There were parts of Detroit with that "and no one came" aspect in the 1970s. It was a slow motion train wreck that spit out a new pro baseball field, new pro football field, and (apparently, even mid-bankruptcy) a new pro hockey arena while the city faded away.

Corruption is only part of the story. New York City has been known to be a bit corrupt in the past with its own "distinctive" leadership. Cities can work around that.

On your point about private schools, I was immediately reminded of the former General Motors Institute (Kettering University), which is in totally dead Flint. Its relatively narrow focus on engineering and business management did not help Flint any more than the U of Detroit helped Detroit.

With medicine being the new growth industry, perhaps the real problem for Detroit was, indeed, the move of the U of M to AA. Its medical school and facilities pulled the center of that industry well away from Detroit. You might not even need a private university if you have private money. The medical complex on the other side of the state, in Grand Rapids, was fostered by private money and the medical school followed (moving from East Lansing).

PS - I LOL'd at the mention of "odd miles" between Detroit and Ann Arbor.
I'd note that many of the other cities you mentioned, with world-class private research universities, were not industrial monoculutres to begin with. Chicago sure wasn't, and St. Louis as well. Pittsburgh was an industrial monoculture, though.

Nor is having an industrial monoculture a prerequisite for urban collapse (e.g., Newark and Camden).

I think the interaction of a diverse industrial culture and a world-class private (or public--see Columbus, Ohio) research university is perhaps more important.
There's a largish medical school at Wayne (the administration and faculty used to brag on having both law and medicine, at the time neither Michigan nor Michigan State had both.) The challenge to Wayne's faculty has always been to balance establishing visibility in their fields with being helpful to students who might not always have been well-prepared, or perhaps well-situated. I'm not as familiar with Buffalo, although I'd guess some of the challenges there are similar. At least we're thinking about universities for their intellectual activities, rather than positioning their football programs for greater visibility.
"Yes, Coleman Young was a demagogue and a disaster. Yes, Kwame Kilpatrick was even worse. "

Detroit was destroyed because all Americans looked away from those corrupt politicians, letting them get away with it, for fear of being labeled "racist."

Against that background, a "Ford University" would have been utterly pointless.

There's a great piece in today's Wall Street Journal op-ed page on the depths of Detroit's dysfunction even today, but it's behind the paywall.
Ah, the reappearance of Edmund Dantes. You know, I've actually shown your comments to friends who were moderates because articulate conservatives "couldn't be that bad" and gotten through to them. Good times.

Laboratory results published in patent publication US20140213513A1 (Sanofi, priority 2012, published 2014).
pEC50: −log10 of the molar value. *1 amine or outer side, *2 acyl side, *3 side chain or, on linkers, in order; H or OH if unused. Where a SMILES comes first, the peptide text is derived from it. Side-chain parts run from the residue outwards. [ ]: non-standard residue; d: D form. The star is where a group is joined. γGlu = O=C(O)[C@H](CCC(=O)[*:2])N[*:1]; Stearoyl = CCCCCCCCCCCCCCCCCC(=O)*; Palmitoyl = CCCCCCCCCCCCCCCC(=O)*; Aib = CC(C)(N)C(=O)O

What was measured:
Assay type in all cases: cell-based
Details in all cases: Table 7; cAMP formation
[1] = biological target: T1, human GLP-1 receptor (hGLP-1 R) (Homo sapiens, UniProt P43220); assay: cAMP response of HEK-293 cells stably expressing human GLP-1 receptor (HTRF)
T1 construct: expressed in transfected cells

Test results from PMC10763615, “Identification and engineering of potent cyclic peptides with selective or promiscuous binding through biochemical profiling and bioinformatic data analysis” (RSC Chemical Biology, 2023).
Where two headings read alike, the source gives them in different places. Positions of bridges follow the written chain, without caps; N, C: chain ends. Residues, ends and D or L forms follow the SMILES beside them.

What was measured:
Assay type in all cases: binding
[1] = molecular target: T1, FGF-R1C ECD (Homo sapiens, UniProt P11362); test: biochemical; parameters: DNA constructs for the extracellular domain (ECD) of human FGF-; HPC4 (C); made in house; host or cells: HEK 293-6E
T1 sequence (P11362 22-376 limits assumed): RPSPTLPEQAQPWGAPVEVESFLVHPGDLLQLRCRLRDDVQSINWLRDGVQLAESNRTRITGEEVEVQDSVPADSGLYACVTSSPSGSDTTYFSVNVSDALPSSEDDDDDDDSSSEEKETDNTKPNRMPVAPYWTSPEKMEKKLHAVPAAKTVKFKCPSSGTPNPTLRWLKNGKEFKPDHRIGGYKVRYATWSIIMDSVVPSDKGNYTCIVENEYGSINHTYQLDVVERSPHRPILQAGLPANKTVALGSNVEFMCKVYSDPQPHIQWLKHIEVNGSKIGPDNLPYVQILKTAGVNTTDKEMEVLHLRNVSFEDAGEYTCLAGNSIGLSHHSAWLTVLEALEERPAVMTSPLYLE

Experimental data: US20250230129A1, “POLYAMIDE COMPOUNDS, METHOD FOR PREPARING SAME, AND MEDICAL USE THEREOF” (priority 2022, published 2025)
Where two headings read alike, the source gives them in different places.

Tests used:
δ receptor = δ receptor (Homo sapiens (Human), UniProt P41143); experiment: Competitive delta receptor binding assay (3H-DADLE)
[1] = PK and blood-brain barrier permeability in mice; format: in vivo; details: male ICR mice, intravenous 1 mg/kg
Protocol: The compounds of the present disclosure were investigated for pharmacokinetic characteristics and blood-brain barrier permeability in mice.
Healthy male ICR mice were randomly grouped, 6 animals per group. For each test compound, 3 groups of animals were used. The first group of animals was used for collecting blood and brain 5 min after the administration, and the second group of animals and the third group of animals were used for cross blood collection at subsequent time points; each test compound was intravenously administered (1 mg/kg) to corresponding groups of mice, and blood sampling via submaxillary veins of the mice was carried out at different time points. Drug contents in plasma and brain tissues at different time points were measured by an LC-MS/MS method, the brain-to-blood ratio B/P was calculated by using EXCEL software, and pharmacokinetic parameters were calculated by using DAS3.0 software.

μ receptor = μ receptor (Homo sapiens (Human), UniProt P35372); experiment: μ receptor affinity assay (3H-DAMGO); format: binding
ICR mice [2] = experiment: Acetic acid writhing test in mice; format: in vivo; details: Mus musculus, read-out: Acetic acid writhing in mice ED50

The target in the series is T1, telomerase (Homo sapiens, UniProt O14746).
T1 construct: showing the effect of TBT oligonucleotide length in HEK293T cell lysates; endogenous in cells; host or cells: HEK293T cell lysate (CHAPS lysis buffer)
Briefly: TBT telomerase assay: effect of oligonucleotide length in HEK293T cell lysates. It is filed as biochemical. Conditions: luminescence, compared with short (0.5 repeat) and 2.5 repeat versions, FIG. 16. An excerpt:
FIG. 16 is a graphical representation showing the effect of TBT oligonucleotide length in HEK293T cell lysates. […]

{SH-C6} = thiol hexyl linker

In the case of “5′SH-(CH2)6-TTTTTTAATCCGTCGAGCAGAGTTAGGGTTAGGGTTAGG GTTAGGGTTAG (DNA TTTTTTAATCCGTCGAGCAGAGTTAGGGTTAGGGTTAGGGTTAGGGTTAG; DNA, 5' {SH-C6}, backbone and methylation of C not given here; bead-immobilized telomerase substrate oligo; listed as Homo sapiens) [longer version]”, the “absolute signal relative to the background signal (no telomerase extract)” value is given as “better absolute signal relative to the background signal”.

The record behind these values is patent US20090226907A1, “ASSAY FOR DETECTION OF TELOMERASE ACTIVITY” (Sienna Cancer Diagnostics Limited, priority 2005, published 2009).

Yes of course Detroit's failure is entirely and exclusively due to white guilt, and Rupert Murdoch's Wall Street Journal is here to tell you about how Those People can't be trusted to manage their own affairs.

The systematic destruction of the American manufacturing base due to shifts in industrial policy couldn't possibly have anything to do with it. White racism and unwillingness to accept African-Americans as equals (the riots) couldn't possibly have anything to do with it. No, it was the subhumans shitting their own beds.

Conservatives, man. Conservatives.

I don't recall any evidence that Coleman Young was either a demagogue (Matt Reed) or corrupt (Edmund Dantes). He was profane and didn't hide his contempt for racists (plenty of whom had moved north to Detroit in the 40s) and McCarthyites, but he was respected by the Republican politicians and businessmen he worked with on projects like the Renaissance Center.

Urban redevelopment may have been the wrong solution to what ailed Detroit after the 67 riots, and the income tax pushed people out of the city if their factory job was outside the city, but no story is complete without considering the leadership of Jerome Cavanagh during the 67 riot. The failure of Detroit might have been inevitable after that disaster and the criminals involved with HUD.
Detroit became the Motor City because of its location on the Great Lakes made it one of the cheapest places for the delivery of steel. It was near the main railroad trunk lines that ran from New York through to Chicago. It was built for the automobile industry of its day, and in a way it was destroyed by the automobile. It was the interstate highways that let one locate a car plant anywhere, so car plants were moved east and west and south, mainly south. Detroit never diversified and never focused on what Jane Jacobs called "import replacement", so it never turned into a real city. It was more like a mining camp before the ore ran out.

Yes, a university would have helped. So would a bunch of other businesses. I remember the Lynds, in their latter Middletown book, explaining how the teachers' college helped Muncie get through the Great Depression. All that money passing through and no one built the necessary institutions. It was a missed opportunity, but I think the sheer success of the motor car meant that too many other possibilities were squeezed out.